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Remembering Uganda: It’s “go” time

August 17, 2013

We are telling our adoption story by posting a series of emails that were sent while we were in Uganda in July & August of 2012. If you have made your way here because you are thinking about adopting from Uganda or are in the process, please know that the process is very different now than it was in 2012.

Sent August 17, 2012


We found out today that our files actually arrived in Nairobi two days ago on Wednesday. We are shocked and thankful that our file is already there and has been for a couple days. We had a long conversation with our DC attorney last night, and I am going to try to summarize it for you so that you can know what we were told to expect going forward. Our attorney said that once the file arrives, it takes about a week for someone to actually look at it. Then, after the initial review, which can take up to a week, the application is either granted as “clearly approvable” or a petition is sent back called an RFE (Request For Evidence). We were thankful to hear that “no” isn’t even an option after the initial review. The only two responses Nairobi is allowed to give at first are “yes” or “please send us more info.” Our attorney has advised us to draft a letter to send to USCIS as kind of a “pre-emptive strike.” This letter would explain the reason we were given for the denial, why we think that reason is not legitimate and include attachments of the additional evidence we have collected which supports our case. The idea is to give them everything they need to determine that our case is “clearly approvable” BEFORE they even have a chance to review the case and send an RFE. Our attorney was very honest with us about the timeline we are looking at: a week before someone even looks at it, a week to do the initial review, a week to return our approval to the embassy and a few days for our visa to be issued- and that is if we get an immediate “yes,” not if we get an RFE. If an RFE is sent, add another week or two to that, while the requested evidence is collected, sent and reviewed.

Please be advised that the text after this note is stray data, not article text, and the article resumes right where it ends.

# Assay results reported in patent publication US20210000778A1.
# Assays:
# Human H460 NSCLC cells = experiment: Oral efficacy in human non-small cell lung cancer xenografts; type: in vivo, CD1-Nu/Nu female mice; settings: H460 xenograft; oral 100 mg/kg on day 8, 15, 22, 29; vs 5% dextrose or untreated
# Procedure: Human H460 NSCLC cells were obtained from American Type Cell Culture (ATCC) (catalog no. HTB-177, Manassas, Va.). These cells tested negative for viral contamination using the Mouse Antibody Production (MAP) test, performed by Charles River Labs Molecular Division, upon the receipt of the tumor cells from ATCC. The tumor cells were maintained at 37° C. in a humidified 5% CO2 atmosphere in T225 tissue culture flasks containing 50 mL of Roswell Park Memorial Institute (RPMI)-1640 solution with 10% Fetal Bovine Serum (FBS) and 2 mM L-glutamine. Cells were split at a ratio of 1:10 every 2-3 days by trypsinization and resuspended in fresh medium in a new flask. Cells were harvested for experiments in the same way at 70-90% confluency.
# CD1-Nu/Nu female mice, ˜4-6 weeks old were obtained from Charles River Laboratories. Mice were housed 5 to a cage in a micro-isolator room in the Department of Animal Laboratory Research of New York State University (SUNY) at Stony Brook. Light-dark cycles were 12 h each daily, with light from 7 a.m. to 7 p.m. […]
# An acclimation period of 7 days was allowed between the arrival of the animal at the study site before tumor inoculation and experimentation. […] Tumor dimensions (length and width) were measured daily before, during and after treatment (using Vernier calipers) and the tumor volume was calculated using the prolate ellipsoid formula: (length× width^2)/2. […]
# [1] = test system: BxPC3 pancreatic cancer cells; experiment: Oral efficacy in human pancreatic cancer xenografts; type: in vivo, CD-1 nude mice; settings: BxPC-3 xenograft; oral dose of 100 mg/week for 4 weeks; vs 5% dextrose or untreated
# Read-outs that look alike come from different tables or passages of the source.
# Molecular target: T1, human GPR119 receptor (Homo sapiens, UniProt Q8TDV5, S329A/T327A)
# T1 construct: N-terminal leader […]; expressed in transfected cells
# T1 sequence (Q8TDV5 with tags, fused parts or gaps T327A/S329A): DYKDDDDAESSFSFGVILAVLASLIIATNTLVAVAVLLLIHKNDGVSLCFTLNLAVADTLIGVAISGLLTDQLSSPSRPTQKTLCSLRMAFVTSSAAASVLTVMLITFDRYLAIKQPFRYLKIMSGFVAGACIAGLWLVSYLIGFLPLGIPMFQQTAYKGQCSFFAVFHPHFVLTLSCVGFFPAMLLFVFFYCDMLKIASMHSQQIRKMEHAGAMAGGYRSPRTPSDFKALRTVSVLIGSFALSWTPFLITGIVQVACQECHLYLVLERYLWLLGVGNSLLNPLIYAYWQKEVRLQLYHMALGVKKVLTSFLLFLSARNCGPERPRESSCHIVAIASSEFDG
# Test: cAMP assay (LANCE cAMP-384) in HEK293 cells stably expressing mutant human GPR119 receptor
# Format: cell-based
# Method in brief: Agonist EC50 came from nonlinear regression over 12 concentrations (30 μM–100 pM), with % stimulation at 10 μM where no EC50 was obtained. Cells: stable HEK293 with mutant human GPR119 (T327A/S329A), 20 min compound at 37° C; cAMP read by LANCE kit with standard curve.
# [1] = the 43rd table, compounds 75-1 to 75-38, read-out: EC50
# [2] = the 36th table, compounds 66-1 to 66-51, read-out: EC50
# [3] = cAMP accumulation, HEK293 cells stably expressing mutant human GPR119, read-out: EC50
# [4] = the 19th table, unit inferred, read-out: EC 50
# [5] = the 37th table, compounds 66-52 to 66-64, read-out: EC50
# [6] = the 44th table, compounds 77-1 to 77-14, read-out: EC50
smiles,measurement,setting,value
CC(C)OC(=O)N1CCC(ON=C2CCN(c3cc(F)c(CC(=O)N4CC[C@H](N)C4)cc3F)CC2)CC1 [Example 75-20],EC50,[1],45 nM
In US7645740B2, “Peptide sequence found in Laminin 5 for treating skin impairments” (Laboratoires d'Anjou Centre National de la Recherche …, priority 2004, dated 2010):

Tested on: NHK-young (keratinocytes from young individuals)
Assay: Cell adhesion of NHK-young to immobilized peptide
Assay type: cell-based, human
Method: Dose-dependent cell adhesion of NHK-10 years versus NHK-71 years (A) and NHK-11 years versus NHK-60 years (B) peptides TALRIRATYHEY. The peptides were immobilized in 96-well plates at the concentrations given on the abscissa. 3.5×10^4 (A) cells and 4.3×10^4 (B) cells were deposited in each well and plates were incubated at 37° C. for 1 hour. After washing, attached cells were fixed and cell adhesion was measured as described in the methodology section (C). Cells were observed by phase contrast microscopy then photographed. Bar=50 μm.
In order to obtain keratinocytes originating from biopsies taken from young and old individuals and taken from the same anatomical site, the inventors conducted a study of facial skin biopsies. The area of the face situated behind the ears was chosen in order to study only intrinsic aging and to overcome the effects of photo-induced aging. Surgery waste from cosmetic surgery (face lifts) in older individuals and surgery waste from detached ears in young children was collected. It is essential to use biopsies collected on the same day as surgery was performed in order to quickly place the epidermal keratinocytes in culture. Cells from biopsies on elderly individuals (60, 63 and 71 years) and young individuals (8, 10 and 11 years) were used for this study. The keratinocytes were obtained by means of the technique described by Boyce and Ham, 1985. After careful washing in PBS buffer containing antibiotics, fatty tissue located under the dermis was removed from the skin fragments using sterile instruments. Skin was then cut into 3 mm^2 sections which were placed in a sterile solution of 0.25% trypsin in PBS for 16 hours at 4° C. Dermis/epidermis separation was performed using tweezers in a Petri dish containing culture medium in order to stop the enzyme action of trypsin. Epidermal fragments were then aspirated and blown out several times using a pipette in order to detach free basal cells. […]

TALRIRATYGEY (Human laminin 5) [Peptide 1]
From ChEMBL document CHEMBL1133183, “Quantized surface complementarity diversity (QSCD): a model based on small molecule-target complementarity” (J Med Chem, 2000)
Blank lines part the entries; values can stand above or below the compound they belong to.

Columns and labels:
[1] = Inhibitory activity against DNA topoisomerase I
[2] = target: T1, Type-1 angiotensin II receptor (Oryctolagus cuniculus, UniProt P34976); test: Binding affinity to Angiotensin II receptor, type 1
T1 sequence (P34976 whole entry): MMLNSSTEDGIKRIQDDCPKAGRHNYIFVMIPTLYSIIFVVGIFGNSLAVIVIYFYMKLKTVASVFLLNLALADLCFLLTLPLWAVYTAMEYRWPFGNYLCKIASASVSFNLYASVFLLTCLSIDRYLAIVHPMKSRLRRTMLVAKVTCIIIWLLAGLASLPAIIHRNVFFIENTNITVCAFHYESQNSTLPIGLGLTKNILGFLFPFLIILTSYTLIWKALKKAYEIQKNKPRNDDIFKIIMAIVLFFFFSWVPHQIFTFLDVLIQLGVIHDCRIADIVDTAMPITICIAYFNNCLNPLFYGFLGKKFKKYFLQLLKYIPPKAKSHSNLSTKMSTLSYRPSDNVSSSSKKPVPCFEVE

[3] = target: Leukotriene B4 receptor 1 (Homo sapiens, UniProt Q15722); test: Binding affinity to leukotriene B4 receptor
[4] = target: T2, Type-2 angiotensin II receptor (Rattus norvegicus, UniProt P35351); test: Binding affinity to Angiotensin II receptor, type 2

-that our file is in Nairobi. It arrived more quickly than we expected, and we are so grateful.
-that the only two answers we can get at first are “yes” and “please send us more info.” Those answers are both so much better than “no.” We are weary of hearing “no” when it comes to visa applications. We are thankful “no” is not an option at first. 🙂

-for wisdom for us and “M” as we work together over the weekend and on Monday to draft the letter and other documents we need to send to Nairobi
-for the judge who gave our guardianship ruling and for our attorney “I”- we are still waiting on a few documents from the judge, and while “I” has been diligently trying to get them from him, he has not been successful yet. Please pray we will get those last few documents on Monday.
-for our social worker “G.” He has been on a well-deserved vacation this week and therefore (obviously) has been unable to help us collect some of the things we need. Please pray he will be back to work on Monday and will be able to quickly gather the rest of what we need.